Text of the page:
"Forgive me if you took it that way. No, I mean that they could be more accessible to others."
"I could live with that." He pauses then asks, "Then why were you laughing?"
"Sorry, but you are a horrible song writer."
"Well, they took your words straight from the New Living Translation - word for word - they didn't even try to rhyme them or add background to what you had to say."
"And it sounds, what, silly?"
"Sometimes it sounded like one of those `Bud Light Salutes Real Men of Genius' commercials, you know, where they try to put too many words into a line of song, and it doesn't really sound like a song..."
"Oh myself. This isn't good."
"It's not all a disaster. The choruses are catchy and some of the music is great!"
"So it's just my part that isn't good..."
"Well, that's why I was laughing."
Jesus wept.
"Don't feel bad, Lord. All things work together for good!"
He looks up at me, "Don't go throwing around Paul's words at me. You are using them out of context, anyways."
"Sorry, Jesus."
"You're forgiven. Again."
"Thanks. At least you know your words won't return void."
"What do you even think that means?"
"Honestly, I'm not really sure."
He stands up, ready to leave the room. "Well there is only one thing for me to do."
"What's that?"
"Sue them for song writing royalties."

The Sweet By and By
The Sweet By and By
by Rachel Hauck
Edition: Hardcover
Price: $17.99
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3.0 out of 5 stars Sweet like Sucking on a Saccharine Tablet, August 11, 2010
This review is from: The Sweet By and By (Hardcover)
I enjoy Sara Evans as a country music recording artist.

She recently co-wrote a novel with Christian romance veteran Rachel Hauk. I was offered the opportunity by her publisher to read it and although it doesn't fit the genre I normally review on my blog I thought I'd give it a try.

The Sweet By and By has a deceptively innocent cover but the story is so high on feminine drama that the cover should have displayed more estrogen angst. There is a reason none of the male characters made this illustration; they were written so flat you couldn't remember them when you turned the book sideways.

I tried empathizing with the women in the story, all dealing with secrets in their pasts, but I simply didn't like them. The main character, Jade Freedom Fitzgerald, was on her way to the altar but was dealing with commitment issues rooted in guilt. Unfortunately I didn't want her to work through them because I felt so bad for her fiancé (I can't remember his name) and didn't want to see the wedding take place. Jade's hippie mother Beryl is the kind of woman that many angry, country songs have been written about. Her sister Willow too, but for other reasons.

The book attempts to be a story about getting over the pain of rejection, the guilt of past sins, and a journey of family forgiveness. The Christian themes in the story, which attempt to bring healing to those issues, come across a bit formulaic and bunched up at the end of the book.

Though this story deals with real life issues it does so without going into graphic detail. It is a safe read without graphic sex or foul language. Yet when my teenage daughter asked if she could read it when I finished, knowing that she likes Sara Evans as a country music recording artist, I flatly told her no.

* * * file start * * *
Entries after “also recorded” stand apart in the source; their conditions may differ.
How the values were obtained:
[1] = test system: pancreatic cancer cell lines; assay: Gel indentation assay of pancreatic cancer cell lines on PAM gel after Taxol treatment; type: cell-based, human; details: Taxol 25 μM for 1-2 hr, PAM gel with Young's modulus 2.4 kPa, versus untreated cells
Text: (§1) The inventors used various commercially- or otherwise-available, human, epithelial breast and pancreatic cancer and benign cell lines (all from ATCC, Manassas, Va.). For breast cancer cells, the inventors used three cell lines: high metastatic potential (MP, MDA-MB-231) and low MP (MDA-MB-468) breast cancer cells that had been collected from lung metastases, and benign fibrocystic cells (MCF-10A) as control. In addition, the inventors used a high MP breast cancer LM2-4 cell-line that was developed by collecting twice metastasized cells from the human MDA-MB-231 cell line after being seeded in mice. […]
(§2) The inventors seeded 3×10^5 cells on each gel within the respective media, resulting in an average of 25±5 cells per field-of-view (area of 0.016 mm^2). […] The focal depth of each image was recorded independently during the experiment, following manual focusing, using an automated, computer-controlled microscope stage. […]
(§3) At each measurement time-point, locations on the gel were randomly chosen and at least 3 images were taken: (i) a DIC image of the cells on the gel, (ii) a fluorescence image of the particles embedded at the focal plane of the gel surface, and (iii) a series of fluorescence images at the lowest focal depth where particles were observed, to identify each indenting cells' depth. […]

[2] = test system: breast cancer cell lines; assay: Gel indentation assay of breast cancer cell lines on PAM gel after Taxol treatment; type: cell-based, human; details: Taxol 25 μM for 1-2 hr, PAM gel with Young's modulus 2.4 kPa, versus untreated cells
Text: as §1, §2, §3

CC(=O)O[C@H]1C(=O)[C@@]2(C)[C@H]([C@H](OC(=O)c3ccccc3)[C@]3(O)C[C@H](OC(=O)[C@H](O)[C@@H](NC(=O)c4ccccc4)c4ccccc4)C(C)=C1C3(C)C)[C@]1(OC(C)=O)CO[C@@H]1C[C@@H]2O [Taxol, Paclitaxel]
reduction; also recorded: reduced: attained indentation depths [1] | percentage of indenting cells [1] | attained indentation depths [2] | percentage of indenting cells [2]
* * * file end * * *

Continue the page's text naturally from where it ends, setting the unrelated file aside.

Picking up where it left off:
The Butterfly Effect: How Your Life Matters
The Butterfly Effect: How Your Life Matters
by Andy Andrews
Edition: Hardcover
Price: $12.96
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1 of 2 people found the following review helpful
3.0 out of 5 stars Can Butterflies Cause Hurricanes?, August 11, 2010
Andy Andrews has a new book about cause and effect in the world. His purpose is to let his readers know that their lives matter; that they are significant; that their actions are important.

To launch his message Andy uses a bit of science theory, sharing Edward Lorenz `s idea that even a butterfly's wings could set off a movements of molecules with the potential for starting a hurricane on the other side of the globe. Andy then uses one of his great talents, storytelling, to share an example of a man's action in the Civil War, that when studied through the lens of cause and effect, appears to have helped set the stage for our countries military dominance over the past 150 years.

"Everything You Do Matters!" Andy exclaims, and then launches into another story, this one starting at a hurricane-sized impact of a man's life and showing the interconnected relationships that provided him the opportunity to change the world. The story works like a set of Russian nesting dolls, each one a little smaller the last, but all of them needed to complete the whole.

The point? Our lives, our decisions, and our actions count. The problem, in terms of The Butterfly Effect's motivational message is that our actions don't always count like we want them to. It is one thing to encourage people that their life is unique and of value, it is quite another to promise it will make world changing impact. Truth is, there are lots of people out there giving all their energy to change the world that aren't really blowing the winds of change like they'd like. Maybe butterflies have the potential to cause hurricanes, but I don't know that many of them really do. Or even try. They simply are great at being what they were created to be--butterflies.

I hope that Andy writes his next motivational book about that - stories about people learning to live loved just for who they are. That would make a difference.